Public outcry about the proposed elimination of bus lines will force Muni to steer its overhaul of the system in another direction, the transit agency’s top official said.
After two weeks of community meetings, Muni Executive Director and CEO Nathaniel Ford said revisions of the agency’s systemwide revamping proposals will be made, but he stopped short of saying the feedback will result in restoration of proposed bus-line eliminations.
Based on the suggestions of the Transit Effectiveness Project, a recently completed 18-month study aimed at increasing Muni efficiency, dozens of the department’s most heavily used lines are slated for increased service.
However, a point of contention at most of the community meetings has been the proposed elimination of six neighborhood lines.
“The idea over the next few months is to take all information and feedback from the meetings and then make the necessary modifications,” Ford told The Examiner on Tuesday. “It’s too early to tell [if lines will be saved] because we haven’t gathered all the data at this juncture.”
A meeting at Sunset district community center on April 24 drew a large number of supporters for the 66-Quintara line.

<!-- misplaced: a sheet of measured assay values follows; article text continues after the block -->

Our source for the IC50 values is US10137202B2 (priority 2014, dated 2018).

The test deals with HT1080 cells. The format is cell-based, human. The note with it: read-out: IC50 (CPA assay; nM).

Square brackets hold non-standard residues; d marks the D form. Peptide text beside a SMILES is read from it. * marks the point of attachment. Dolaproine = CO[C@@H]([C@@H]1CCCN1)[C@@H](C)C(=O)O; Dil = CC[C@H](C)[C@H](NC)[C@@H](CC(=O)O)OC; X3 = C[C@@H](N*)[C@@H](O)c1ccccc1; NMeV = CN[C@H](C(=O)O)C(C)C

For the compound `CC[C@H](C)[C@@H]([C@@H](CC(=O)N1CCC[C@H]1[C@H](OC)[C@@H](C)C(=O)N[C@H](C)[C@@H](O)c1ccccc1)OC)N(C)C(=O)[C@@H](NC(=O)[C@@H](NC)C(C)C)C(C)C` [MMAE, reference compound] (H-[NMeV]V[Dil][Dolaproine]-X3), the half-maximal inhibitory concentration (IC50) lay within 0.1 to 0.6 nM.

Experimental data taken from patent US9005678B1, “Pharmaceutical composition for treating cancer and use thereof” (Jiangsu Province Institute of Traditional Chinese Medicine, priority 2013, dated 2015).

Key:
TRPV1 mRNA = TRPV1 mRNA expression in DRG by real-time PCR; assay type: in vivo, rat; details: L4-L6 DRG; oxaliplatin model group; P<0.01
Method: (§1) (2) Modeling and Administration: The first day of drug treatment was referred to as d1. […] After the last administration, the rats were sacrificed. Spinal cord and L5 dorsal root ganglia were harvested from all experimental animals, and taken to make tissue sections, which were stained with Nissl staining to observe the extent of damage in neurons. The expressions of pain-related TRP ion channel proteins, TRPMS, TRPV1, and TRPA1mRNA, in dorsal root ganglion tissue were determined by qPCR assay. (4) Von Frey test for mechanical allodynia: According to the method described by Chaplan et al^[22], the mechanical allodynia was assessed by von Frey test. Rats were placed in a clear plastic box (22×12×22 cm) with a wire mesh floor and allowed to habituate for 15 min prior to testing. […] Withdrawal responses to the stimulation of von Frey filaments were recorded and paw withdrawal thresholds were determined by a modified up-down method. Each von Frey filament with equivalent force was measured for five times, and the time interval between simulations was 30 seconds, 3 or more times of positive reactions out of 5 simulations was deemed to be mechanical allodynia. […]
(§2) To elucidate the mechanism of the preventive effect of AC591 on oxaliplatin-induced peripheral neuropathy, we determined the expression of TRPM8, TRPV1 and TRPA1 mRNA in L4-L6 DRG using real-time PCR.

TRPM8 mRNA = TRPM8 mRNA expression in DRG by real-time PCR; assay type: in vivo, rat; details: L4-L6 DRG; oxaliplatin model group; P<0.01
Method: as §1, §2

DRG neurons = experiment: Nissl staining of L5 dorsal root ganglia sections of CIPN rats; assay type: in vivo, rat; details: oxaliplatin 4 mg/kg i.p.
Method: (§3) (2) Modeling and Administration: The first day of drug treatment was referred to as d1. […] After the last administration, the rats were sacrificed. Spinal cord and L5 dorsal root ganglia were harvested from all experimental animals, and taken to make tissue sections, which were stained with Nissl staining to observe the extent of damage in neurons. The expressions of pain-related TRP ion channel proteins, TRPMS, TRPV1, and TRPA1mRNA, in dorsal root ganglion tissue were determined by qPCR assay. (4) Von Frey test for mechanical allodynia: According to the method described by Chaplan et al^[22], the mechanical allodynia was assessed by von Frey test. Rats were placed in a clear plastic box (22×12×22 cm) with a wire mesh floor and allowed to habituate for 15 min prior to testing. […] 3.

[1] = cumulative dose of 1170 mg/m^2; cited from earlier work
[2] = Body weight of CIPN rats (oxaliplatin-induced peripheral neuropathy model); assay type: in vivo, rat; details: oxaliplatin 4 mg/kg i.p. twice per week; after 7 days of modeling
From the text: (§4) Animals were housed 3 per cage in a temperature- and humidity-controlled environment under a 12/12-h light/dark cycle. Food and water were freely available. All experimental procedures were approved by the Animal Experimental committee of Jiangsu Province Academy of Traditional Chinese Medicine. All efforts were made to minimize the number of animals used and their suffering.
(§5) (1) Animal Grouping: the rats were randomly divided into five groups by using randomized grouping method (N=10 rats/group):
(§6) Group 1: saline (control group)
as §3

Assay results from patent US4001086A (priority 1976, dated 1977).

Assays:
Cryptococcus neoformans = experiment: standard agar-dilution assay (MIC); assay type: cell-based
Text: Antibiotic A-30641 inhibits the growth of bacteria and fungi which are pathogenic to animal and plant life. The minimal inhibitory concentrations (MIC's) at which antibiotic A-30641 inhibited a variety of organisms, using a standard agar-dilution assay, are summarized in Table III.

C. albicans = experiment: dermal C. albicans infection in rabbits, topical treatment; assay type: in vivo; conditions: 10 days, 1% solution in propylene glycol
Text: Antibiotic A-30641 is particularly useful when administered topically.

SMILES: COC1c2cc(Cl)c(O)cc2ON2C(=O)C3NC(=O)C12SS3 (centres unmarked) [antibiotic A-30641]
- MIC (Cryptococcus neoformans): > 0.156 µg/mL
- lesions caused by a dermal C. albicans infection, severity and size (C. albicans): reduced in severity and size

Residents at an April 30 meeting in the Mission district were upset at the loss of the 26-Valencia, and a Monday gathering in Visitacion Valley drew plenty of public support for the 56-Rutland, one of Muni’s least-used lines.
Charlie Sciammas, community organizer for the Mission-based advocacy group PODER, said the 26-Valencia serves as a vital link for the neighborhood because it offers an alternative to louder, more hostile buses that run on Mission Street.
“It’s very calm, and that’s important to the senior citizens and the youth who ride it regularly,” Sciammas said.
Andrew Sullivan, of the citizens’ group Rescue Muni, said more neighborhood residents needed to get a grasp of the bigger picture of the TEP.
“What happens is you get organized negative campaigns from a few people with their own parochial interest and not citywide interest,” Sullivan said.
Sullivan said he is considering advocating to patrons on overcrowded buses such as the 5-Fulton and the 49-Van Ness — both of which are slated for more increased services — as a way to promote the positive changes of the TEP.
Five more community meetings on the TEP are scheduled, with the next one being held Saturday at Harvey Milk Civil Rights Academy.